The Civil War and emancipation was the nation's first great attempt to overcome this tragic racial contradiction. But abolition merely freed individual slaves from their masters. It did not abolish the culture of slavery, with its emphasis on the public and private exclusion of blacks. To the contrary, the Jim Crow system that replaced slavery legally reinforced and institutionalized the double exclusion of ex-slaves and their descendants.

The 20th-century political struggles of blacks that culminated in the civil-rights revolution marked the second great chapter in the liberation and incorporation of black Americans. Its achievements were extraordinary: in less than a generation the entire institutional fabric of Jim Crow was dismantled; blacks achieved legal equality and access to the nation's educational and political system. White racial attitudes underwent a profound change, not only in the rejection of notions of racial inferiority by the great majority, but in the acknowledgment of blacks as an integral part of the nation's body politic. The rise of a black middle class, the integration of the military and the remarkable role of blacks in the nation's cultural life--areas of which they came to dominate--were all part of this process. Nowhere was it more pronounced, however, than in the rapid ascent of blacks at all levels of American political life. Obama's election would be the denouement of this astonishing process.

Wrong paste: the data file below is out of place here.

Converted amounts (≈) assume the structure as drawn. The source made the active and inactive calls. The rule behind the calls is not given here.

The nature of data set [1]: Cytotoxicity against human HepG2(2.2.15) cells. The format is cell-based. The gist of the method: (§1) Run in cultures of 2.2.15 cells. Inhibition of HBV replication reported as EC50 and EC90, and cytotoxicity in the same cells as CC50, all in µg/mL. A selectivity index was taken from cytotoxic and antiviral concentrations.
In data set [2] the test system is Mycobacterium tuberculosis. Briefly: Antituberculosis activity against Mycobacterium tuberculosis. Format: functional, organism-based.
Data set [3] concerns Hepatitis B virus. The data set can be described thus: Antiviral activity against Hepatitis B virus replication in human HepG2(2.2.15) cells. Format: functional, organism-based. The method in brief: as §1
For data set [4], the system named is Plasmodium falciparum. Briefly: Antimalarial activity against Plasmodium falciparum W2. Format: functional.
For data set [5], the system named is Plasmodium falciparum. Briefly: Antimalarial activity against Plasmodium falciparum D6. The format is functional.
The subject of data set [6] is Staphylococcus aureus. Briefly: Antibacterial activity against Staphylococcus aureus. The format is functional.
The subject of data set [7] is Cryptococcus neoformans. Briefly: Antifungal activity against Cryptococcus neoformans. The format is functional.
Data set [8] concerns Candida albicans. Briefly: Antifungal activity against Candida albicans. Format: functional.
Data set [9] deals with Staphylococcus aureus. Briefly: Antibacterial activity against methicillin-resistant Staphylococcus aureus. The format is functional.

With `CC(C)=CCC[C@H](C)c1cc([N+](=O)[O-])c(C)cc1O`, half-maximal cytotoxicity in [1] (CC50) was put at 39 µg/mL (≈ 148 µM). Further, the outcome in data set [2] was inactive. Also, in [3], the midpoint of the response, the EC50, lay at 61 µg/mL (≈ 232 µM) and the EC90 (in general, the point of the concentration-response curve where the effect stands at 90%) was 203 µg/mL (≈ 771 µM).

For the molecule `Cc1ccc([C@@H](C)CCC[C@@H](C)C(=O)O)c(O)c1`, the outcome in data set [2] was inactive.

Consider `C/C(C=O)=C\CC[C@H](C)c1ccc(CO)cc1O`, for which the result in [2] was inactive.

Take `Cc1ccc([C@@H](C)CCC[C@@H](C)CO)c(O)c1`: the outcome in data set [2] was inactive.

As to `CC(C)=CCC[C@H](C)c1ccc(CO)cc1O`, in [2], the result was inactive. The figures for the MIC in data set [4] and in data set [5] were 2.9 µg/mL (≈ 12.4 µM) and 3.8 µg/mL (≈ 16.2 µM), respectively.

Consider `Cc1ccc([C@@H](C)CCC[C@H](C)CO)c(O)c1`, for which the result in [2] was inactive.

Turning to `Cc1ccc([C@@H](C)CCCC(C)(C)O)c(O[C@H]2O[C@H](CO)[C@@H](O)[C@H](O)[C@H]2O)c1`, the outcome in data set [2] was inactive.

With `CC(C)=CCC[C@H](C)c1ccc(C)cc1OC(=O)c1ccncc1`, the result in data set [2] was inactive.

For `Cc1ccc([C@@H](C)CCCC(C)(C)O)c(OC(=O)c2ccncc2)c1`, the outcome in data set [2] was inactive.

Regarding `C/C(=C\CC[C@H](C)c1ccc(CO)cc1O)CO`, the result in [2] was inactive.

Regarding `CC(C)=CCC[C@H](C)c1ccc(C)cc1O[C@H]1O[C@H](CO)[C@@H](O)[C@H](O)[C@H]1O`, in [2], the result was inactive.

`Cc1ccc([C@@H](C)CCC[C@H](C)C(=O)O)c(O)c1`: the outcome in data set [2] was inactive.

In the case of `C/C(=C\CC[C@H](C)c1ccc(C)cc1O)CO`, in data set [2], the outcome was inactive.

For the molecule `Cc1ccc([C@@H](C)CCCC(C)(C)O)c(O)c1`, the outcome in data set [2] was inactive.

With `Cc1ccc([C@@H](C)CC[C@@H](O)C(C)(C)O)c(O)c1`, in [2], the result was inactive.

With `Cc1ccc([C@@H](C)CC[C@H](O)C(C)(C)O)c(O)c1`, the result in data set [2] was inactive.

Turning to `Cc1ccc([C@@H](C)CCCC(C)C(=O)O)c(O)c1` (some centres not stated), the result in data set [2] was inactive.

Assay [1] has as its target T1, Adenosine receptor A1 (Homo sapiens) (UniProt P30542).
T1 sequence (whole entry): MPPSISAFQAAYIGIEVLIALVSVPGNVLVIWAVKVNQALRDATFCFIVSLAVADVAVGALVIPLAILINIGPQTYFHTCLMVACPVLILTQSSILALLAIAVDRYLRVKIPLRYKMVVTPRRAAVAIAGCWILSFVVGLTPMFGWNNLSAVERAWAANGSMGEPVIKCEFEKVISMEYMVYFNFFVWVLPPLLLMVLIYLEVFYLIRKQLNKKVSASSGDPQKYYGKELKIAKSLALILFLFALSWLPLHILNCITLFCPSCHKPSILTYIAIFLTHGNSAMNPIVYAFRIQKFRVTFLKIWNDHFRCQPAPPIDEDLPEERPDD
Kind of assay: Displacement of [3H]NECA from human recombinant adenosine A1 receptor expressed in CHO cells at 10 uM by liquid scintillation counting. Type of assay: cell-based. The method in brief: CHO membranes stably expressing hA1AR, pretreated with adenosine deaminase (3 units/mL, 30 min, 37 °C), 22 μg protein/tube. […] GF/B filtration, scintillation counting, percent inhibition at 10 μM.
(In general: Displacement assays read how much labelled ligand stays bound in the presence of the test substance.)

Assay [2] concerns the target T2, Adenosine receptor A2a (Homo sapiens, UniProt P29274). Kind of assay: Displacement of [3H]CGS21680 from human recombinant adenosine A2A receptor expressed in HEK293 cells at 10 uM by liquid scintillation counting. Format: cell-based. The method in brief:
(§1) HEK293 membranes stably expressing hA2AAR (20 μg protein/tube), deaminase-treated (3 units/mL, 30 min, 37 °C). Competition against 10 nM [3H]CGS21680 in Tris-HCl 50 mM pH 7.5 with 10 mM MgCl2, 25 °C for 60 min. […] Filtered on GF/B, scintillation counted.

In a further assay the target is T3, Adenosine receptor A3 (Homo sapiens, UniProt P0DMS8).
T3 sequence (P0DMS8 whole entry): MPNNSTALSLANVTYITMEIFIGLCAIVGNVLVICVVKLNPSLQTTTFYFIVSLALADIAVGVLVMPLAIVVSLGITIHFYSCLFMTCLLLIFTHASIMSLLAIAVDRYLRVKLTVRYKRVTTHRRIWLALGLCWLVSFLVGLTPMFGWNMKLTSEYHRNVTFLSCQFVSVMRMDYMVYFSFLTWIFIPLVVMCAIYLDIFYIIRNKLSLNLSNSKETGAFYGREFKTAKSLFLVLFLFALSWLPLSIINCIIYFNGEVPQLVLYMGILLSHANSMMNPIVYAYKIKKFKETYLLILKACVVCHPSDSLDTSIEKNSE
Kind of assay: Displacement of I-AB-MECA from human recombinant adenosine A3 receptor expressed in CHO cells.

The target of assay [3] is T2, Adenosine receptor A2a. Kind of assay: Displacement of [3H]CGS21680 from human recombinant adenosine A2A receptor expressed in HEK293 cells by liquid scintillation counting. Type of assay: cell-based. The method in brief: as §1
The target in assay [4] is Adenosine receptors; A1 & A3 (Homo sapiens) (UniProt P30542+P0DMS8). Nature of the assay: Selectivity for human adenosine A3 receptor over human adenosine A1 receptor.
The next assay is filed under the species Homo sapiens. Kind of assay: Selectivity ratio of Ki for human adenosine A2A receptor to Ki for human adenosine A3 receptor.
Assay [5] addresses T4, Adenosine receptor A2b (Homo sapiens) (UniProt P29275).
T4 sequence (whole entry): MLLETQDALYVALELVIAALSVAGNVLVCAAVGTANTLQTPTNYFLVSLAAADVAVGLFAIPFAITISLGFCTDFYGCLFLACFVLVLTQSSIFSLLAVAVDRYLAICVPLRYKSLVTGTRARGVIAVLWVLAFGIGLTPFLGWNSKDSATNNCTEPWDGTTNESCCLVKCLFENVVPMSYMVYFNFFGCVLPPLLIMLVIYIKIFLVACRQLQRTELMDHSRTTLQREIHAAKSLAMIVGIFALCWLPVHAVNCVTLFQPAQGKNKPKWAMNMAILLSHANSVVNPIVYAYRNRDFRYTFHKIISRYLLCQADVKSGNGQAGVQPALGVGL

An Obama victory would mark, further, the completion of the process of mass democratic inclusion that began with the presidency of Andrew Jackson, another second-generation orphan, who came out of nowhere to lay the foundations of male, white suffrage on a historically unprecedented scale. …

The rest of this article is only available to active members of Questia

Already a member? Log in now.

Notes for this article

Add a new note
If you are trying to select text to create highlights or citations, remember that you must now click or tap on the first word, and then click or tap on the last word.
One moment ...
Default project is now your active project.
Project items
Notes
Cite this article

Cited article

Style
Citations are available only to our active members.
Buy instant access to cite pages or passages in MLA 8, MLA 7, APA and Chicago citation styles.

(Einhorn, 1992, p. 25)

(Einhorn 25)

(Einhorn 25)

1. Lois J. Einhorn, Abraham Lincoln, the Orator: Penetrating the Lincoln Legend (Westport, CT: Greenwood Press, 1992), 25, http://www.questia.com/read/27419298.